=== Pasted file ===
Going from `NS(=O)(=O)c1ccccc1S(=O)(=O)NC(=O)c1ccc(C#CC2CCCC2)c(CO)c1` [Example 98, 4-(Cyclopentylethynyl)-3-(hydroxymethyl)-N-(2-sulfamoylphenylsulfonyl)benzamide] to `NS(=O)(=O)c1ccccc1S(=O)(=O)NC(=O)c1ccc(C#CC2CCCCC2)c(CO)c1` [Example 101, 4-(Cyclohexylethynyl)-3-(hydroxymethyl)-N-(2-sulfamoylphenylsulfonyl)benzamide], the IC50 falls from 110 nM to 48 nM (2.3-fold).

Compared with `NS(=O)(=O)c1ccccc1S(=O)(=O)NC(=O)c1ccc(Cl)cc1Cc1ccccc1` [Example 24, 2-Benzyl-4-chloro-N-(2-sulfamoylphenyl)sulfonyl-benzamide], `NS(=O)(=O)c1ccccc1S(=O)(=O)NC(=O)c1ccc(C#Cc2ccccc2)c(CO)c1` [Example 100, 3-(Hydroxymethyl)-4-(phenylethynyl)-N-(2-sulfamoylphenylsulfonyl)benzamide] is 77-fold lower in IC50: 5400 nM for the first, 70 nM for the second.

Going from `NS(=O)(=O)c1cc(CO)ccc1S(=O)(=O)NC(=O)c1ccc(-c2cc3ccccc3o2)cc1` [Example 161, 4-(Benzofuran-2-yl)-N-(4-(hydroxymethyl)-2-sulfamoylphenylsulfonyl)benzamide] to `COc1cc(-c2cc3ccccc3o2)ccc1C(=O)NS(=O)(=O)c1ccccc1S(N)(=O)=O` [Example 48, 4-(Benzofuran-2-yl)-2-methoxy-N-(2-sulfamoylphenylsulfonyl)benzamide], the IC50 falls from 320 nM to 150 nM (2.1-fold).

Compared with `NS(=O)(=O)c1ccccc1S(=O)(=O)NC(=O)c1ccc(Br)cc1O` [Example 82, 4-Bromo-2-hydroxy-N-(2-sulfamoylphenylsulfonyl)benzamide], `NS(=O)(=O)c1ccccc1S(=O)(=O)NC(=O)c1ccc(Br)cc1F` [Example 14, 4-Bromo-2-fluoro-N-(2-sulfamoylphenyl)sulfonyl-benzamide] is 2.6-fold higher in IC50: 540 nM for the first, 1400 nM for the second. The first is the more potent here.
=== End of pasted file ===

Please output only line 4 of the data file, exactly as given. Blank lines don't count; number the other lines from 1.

Compared with `NS(=O)(=O)c1ccccc1S(=O)(=O)NC(=O)c1ccc(Br)cc1O` [Example 82, 4-Bromo-2-hydroxy-N-(2-sulfamoylphenylsulfonyl)benzamide], `NS(=O)(=O)c1ccccc1S(=O)(=O)NC(=O)c1ccc(Br)cc1F` [Example 14, 4-Bromo-2-fluoro-N-(2-sulfamoylphenyl)sulfonyl-benzamide] is 2.6-fold higher in IC50: 540 nM for the first, 1400 nM for the second. The first is the more potent here.